Got Apology? California Milk Board Axes Sour PMS CampaignMeredith Carroll
Hell hath no fury like women with PMS.
The website everythingidoiswrong.org, which aimed to inform women through a sexist message about the powers of milk to ease the symptoms of premenstrual syndrome, did something wrong: It exists. Or, it existed. As of Thursday, it ceased to exist.
The folks behind the misogynistic ads — the California Milk Processor Board — have yanked their campaign, which focused on how men suffer from the effects of PMS along with women. (Cue the violins for the men.)
“Over the past couple of weeks, regrettably, some people found our campaign about milk and PMS to be outrageous and misguided — and we apologize to those we offended,” the California Milk Processor Board says on its website. “Others thought it funny and educational. It has opened up a topic that affects women, of course, but also relationships.”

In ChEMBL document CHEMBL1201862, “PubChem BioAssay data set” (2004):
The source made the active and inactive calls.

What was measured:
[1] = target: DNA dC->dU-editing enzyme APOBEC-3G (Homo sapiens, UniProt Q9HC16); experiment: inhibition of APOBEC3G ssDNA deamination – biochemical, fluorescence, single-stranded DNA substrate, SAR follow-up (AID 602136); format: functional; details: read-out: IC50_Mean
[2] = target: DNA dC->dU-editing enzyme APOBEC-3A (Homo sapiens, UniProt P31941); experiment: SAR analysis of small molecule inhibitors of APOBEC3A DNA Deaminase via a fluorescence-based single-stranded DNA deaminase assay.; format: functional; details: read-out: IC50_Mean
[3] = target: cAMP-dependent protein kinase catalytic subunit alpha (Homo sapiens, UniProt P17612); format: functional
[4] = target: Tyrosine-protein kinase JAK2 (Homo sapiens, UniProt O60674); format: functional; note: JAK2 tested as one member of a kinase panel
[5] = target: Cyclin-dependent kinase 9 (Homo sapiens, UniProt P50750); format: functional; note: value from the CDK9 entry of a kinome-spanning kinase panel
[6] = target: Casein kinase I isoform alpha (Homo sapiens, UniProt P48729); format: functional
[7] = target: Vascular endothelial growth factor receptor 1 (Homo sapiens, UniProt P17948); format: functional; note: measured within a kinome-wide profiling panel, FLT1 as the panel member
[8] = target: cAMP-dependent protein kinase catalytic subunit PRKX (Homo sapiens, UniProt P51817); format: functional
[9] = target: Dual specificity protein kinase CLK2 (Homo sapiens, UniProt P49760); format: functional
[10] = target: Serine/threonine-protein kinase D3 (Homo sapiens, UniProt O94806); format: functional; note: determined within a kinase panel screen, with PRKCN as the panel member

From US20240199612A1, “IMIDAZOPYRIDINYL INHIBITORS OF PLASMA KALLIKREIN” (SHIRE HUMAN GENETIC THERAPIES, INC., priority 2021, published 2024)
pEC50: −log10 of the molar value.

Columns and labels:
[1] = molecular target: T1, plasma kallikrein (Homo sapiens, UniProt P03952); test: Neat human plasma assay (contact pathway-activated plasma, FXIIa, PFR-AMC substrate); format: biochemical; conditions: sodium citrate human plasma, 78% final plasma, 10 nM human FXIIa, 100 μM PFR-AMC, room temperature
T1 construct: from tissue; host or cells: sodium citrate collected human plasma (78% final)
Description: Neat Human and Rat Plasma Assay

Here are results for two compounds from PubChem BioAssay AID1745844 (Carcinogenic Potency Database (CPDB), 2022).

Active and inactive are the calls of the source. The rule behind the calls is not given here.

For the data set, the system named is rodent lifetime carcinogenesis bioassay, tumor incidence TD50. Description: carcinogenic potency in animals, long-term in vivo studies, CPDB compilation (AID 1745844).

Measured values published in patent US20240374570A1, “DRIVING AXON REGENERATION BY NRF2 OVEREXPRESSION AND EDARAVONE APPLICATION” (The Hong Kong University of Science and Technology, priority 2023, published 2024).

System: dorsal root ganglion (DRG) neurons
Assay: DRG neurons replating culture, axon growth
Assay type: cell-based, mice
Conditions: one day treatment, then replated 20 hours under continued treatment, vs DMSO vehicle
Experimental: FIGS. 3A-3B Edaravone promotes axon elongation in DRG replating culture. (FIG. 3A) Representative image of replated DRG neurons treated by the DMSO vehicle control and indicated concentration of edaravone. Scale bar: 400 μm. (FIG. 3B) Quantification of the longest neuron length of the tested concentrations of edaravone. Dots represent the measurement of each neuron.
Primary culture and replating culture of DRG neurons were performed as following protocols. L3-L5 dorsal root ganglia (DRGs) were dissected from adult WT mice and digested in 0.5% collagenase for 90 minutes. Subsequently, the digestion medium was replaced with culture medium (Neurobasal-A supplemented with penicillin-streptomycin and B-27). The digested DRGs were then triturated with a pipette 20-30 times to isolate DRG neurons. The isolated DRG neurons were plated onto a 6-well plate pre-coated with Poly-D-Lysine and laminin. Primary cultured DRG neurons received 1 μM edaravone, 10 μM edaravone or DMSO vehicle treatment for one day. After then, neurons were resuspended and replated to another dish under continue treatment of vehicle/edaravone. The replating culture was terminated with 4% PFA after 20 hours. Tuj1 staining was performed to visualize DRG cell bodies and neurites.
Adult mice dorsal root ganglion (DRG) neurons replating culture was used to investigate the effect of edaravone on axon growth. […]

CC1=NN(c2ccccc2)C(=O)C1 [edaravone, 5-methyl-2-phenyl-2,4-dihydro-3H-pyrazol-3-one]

You can still learn about the supposed benefits of milk as it relates to PMS, as the milk producers have generated a new site, “Got discussion?” which invites people to share their views on the subject — pro and con.
The original site was billed as “Your Home for PMS Management” and showed a cowering-looking man holding milk cartons and the caption, “I apologize for letting you misinterpret what I was saying.” Other aspects of the site included a feature that les men create apology pictures (“Give yourself a face that’s hard to stay mad at”) using the “Puppy Dog-Eye-Zer,” as well as an “emergency milk locator,” in which you could enter a zip code for the closest grocery store. And then there was a “Mistake Verification System,” where men could type in what they “think” they did wrong, and a section of “pre-approved apologies.”
“The fact is, they’re pretending that women are completely irrational beings during their time of the month and they’re blaming PMS. And PMS has a wide variety of symptoms. It’s having back pains, cramps, irritability,” an Ad Age contributor told the Associated Press. “In their mind, it’s something to joke about.”
The campaign, whose intent was to “bring up a topic in a humorous way,” lasted for all of about a week. It was supposed to run through August but an enormous social media response — mostly that of protest — prompted those in charge to pull the plug way early.